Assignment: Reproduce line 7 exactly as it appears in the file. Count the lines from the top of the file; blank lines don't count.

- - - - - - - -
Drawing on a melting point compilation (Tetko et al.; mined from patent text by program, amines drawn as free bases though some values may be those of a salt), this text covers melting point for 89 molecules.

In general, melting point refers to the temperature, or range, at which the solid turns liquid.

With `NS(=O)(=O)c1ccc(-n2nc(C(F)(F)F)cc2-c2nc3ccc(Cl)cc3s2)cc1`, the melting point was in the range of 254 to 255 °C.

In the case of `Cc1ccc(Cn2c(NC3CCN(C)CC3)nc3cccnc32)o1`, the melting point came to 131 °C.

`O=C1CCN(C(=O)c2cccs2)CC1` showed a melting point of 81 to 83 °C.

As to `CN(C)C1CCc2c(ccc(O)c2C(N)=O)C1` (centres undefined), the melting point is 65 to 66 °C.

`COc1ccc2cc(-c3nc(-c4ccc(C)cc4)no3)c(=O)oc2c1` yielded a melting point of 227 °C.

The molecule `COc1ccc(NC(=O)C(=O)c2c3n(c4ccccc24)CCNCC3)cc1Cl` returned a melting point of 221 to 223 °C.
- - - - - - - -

`COc1ccc2cc(-c3nc(-c4ccc(C)cc4)no3)c(=O)oc2c1` yielded a melting point of 227 °C.